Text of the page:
Parasite ‘resistant to malaria drug’ in Africa

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The malaria parasite is spread by the bite of infected mosquitoes

A drug-resistant strain of the parasite that causes malaria has been identified by scientists in Rwanda.

The study, published in Nature, found the parasites were able to resist treatment by artemisinin – a frontline drug in the fight against the disease.

This is the first time scientists have observed the resistance to the drug artemisinin in Africa.

The researchers warns that this “would pose a major public health threat” in the continent.

Scientists from the Institut Pasteur, in collaboration with the National Malaria Control Program in Rwanda (Rwanda Biomedical Center), the World Health Organization (WHO), Cochin Hospital and Columbia University (New York, USA) analysed blood samples from patients in Rwanda.

They found one particular mutation of the parasite, resistant to artemisinin, in 19 of 257 – or 7.4% – of patients at one of the health centres they monitored.

Evolution of parasites

In the journal article the scientists warned that malaria parasites that developed a resistance to previous drugs are “suspected to have contributed to millions of additional malaria deaths in young African children in the 1980s”.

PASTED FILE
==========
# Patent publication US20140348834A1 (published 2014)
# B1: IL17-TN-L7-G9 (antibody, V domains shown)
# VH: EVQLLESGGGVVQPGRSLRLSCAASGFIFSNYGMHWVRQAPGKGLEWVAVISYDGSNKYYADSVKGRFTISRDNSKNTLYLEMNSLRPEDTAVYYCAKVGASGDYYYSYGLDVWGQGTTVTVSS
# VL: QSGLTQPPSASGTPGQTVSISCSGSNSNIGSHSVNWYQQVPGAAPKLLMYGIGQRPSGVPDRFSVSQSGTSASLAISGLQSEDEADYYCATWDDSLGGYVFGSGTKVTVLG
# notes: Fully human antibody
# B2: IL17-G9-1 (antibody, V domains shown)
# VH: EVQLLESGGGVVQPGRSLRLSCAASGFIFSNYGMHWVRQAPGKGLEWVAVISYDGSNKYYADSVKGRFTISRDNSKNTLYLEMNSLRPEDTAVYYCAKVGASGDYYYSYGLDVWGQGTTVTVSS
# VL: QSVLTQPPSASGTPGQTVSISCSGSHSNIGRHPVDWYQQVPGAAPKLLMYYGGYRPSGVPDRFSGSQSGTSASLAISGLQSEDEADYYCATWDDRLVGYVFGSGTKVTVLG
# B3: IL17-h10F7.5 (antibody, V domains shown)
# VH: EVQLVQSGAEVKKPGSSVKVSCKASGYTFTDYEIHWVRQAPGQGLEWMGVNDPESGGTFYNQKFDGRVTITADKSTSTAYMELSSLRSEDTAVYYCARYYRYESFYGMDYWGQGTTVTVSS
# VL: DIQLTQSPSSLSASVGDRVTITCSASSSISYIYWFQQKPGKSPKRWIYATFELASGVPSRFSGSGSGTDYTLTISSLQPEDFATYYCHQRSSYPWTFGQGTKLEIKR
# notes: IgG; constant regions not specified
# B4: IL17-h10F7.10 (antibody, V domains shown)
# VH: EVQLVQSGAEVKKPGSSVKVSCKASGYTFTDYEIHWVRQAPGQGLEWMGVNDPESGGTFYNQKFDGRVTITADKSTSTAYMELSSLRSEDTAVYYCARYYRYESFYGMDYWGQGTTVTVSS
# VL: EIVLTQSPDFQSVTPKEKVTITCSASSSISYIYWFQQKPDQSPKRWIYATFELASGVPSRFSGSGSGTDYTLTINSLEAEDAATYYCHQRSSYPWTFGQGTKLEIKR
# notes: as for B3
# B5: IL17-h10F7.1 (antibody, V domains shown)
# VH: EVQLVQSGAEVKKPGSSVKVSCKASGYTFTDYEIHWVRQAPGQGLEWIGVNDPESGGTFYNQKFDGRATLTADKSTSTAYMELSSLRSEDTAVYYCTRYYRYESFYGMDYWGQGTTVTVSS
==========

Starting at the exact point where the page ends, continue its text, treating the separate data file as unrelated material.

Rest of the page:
When the first malaria drug, chloroquine, was developed, researchers thought that the disease would be eradicated within years.

But since the 1950s the parasites have evolved to develop resistance to successive drugs.

This is a deeply worrying and highly significant moment. Today marks a setback in the fight against the malaria.

Resistance to artemisinin is not new as it has been in parts of South East Asia for more than a decade.

In some regions there, 80% of patients are now infected with malaria parasites that resist treatment.

But Africa has always been the biggest concern – it is where more than nine in 10 cases of the disease are.

It appears as though the resistance evolved in malaria parasites in Africa rather than spreading from South East Asia to the continent.

The result, however, is the same – malaria is getting harder to treat.

Malaria infection is now commonly treated with a combination of two drugs – artemisinin and piperaquine.

But then malaria parasites started developing a resistance to artemisinin as well – this was first recorded in 2008 in South East Asia.

At the time scientists they feared that resistance to artemisinin could also occur in Africa and have devastating consequences

The research indicates that these fears may have been realised.

In 2018, African countries accounted for over 90% of the more than 400,000 deaths from malaria recorded.

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Professor Lang Linfu, who was one of the scientists involved in its discovery of artemisinin, explains how he made the breakthrough.

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Media captionProfessor Lang Linfu

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